Google lets you select your ads’ graphics and content, which allows you to maintain the integrity of your brand voice and image. This flexibility gives you more control over how your marketing campaigns look, both within individual ads and across whole campaigns.
The ad-building tool is user-friendly
Google’s Display Ad Builder allows you to:
- Choose the layout, color scheme, and content of your ads
- Use your own pictures or choose free stock images
- Create and update ads in a matter of minutes
Even if you’re not a professional designer and don’t have the budget to hire one, you can still create custom ads for all of your remarketing campaigns. That’s particularly important if you send multiple messages to a single user and don’t want them to see multiple versions of the same ad.
Google tends to be more cost-effective than other remarketing channels. For each individual sale that your campaign makes, you’re spending less overall.
The median cost per click on the Google Display Network was $0.56 in the last quarter of 2018. That’s the middle-of-the-road price whenever a viewer clicked on a paid remarketing ad. In contrast, the cost per click for standard Google Ads was $1.33 at the end of 2018. That’s a $0.70 drop from the third quarter, but it’s still $0.77 more expensive than a remarketing ad.
We see similar results if we consider an average instead of the median. If the average cost of a pay-per-click ad on a search engine results page is between $2 and $3, the remarketing ad costs between $0.25 and $0.60. Prices can vary between industries, with more competitive niches being more expensive.
Brand recognition is free
Brand recall and recognition are the hidden benefits of remarketing. When prospects see your ad, it reminds them of the products or services that they wanted to buy. Those viewers will then be more likely to think of your brand when they remember their need or want.
And because you only pay when a user clicks, that publicity costs you nothing.
Remarketing on Facebook ads
Facebook remarketing works very similarly to Google remarketing, except that audience lists can be made from people’s Facebook User IDs and phone numbers (as well as their emails). You can then take these lists and generate smart lists of Facebook users called ‘Lookalike Audiences’. Put simply, Facebook generates an average user based on the people in your list, then creates another list out of Facebook users who are 99% similar to your average user. This is an impressively powerful feature for reaching potential customers.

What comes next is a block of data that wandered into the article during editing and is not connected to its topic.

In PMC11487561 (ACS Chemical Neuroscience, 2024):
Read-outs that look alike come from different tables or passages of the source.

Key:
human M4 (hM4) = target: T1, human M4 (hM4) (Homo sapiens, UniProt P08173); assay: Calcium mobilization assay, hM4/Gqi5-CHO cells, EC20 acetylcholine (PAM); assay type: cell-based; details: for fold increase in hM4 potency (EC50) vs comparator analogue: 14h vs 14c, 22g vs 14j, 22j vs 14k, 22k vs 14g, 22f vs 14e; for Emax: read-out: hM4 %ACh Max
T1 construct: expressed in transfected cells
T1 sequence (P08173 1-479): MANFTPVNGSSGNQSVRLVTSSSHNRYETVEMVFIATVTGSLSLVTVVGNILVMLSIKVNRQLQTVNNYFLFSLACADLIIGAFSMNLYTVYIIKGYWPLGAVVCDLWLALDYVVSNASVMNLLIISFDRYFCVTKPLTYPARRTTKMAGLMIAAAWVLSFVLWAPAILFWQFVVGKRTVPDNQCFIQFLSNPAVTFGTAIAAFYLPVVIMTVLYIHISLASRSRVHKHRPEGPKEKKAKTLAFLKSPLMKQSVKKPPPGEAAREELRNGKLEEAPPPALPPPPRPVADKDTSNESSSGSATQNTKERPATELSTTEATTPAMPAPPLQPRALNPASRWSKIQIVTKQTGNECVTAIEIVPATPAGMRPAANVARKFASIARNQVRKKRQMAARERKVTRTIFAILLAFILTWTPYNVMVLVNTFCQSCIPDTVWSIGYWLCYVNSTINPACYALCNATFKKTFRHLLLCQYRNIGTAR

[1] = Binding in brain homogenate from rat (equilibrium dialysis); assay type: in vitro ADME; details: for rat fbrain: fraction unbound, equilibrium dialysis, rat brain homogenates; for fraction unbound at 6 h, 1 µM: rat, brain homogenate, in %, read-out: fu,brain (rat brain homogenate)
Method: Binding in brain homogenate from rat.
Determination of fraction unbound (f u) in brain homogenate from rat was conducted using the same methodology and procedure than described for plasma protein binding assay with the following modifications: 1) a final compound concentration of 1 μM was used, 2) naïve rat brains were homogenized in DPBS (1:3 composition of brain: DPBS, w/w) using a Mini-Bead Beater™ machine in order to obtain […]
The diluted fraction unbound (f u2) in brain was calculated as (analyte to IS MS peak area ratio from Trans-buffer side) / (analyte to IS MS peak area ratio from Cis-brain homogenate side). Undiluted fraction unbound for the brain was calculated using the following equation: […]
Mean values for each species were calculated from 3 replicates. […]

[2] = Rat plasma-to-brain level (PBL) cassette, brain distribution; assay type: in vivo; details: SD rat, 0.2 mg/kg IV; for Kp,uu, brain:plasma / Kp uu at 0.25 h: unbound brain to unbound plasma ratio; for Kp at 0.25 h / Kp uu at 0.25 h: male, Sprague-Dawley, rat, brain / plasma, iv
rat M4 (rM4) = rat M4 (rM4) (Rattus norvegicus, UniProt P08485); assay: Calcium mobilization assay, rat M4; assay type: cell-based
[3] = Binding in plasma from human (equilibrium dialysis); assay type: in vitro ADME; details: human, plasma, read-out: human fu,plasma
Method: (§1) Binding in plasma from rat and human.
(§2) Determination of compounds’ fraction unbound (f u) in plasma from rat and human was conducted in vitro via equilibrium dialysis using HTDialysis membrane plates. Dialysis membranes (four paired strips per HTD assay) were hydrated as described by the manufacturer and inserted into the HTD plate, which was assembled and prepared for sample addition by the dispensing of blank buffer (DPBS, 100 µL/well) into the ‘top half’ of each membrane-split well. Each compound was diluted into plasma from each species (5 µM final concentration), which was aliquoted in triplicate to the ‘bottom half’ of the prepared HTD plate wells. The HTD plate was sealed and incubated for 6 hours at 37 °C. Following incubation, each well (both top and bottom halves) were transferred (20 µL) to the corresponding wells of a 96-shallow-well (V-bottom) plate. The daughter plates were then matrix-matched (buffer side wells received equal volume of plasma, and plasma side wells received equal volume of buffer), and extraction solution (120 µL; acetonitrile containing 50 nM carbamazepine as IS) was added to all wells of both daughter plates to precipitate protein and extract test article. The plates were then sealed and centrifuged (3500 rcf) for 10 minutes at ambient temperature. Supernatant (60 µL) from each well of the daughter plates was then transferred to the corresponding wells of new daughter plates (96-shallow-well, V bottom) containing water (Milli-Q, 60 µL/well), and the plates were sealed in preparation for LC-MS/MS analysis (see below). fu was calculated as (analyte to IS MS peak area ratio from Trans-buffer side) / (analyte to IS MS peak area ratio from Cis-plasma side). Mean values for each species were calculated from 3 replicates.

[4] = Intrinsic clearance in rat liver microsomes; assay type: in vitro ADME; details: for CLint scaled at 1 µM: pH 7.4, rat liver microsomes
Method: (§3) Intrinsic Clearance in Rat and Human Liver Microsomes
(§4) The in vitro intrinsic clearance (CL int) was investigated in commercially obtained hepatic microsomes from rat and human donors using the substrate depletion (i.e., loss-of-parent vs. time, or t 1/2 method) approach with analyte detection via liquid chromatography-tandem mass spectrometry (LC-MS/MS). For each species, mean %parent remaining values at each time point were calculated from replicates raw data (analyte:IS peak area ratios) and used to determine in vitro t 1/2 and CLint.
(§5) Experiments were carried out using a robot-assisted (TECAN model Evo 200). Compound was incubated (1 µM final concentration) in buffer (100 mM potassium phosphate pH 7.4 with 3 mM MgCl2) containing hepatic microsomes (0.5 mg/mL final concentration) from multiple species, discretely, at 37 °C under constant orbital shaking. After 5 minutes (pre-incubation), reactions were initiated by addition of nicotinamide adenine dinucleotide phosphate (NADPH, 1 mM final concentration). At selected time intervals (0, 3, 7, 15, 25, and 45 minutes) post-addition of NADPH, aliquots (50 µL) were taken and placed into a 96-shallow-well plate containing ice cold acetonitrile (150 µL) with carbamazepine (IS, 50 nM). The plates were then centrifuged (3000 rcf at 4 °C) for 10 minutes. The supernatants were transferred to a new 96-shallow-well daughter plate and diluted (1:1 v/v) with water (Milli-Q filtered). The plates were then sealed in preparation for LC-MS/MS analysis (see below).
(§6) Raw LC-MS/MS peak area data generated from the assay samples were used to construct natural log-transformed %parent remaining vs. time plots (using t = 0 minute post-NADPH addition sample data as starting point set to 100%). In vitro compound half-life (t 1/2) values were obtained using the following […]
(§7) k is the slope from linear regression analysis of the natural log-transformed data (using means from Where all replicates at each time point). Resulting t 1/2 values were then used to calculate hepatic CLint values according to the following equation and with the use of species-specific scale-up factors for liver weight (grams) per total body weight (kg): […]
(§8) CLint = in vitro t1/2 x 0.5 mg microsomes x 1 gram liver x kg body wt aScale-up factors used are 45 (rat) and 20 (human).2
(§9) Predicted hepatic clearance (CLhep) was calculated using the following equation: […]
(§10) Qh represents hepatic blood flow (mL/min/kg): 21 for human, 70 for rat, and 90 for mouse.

In short, the biggest benefits of running a remarketing campaign are three-fold:
- Your ads are front and center in your leads Facebook feed: in other words, they occupy prime real estate.
- Facebook remarketing isn’t impacted by ad blockers which are crippling most native ads these days.
- Marketers have so much information at their fingertips through Facebook ads that they target exactly whom they want.
Now, it’s also important to note what Facebook remarketing is not.
Despite popular belief, remarketing isn’t about “stalking” your traffic or hunting them down. Remarketing isn’t a silver bullet solution, either. If you want your campaigns to succeed, you’re going to need to know exactly who to target.
Chances are you’ve been served an ad on Facebook that feels like it was tailored just for you, right?
You visit a shop online and browse for a few minutes. The next day you see a sponsored post in your Facebook feed for the exact same stuff you were mulling over.
That’s what makes Facebook’s platform and remarketing in general so powerful, though: marketers can fine-tune their campaigns to the point where it seems like science. That said, much of the success of any given retargeting ad comes down to how much attention you pay to your Custom Audiences.
Effectively honing in on appropriate Custom Audiences can make or break your campaign. The more specific your demographics and parameters for ads, the better.
Even if you’re not worried as much about segmenting your traffic, there’s still a time and place for remarketing. Email is a prime example. Importing your email list into Facebook ensures that you can hit up those on your list who might not be regularly engaging with your messages. On the flip side, you have the option to exclude those who are.
And if nothing else, Facebook remarketing is a great measuring stick for your ads in terms of what’s performing and what isn’t.
Regardless of the size of your business or list, there’s a reason why Facebook Ads are the go-to for so many marketers today. The ability to drill down and target specific visitors based on behavior is leaps and bounds above most adoptions out there. Representing prime real estate for your leads, well-crafted ads can do wonders for conversion rates and cart abandonment woes.
While no marketer should blindly throw money at Facebook Ads, they’re certainly worth experimenting with to bring bounced traffic and lost leads back to your business.
Remarketing is one great way to make your small business grow and evolve. It is an option that promises success but also needs a lot of work and commitment.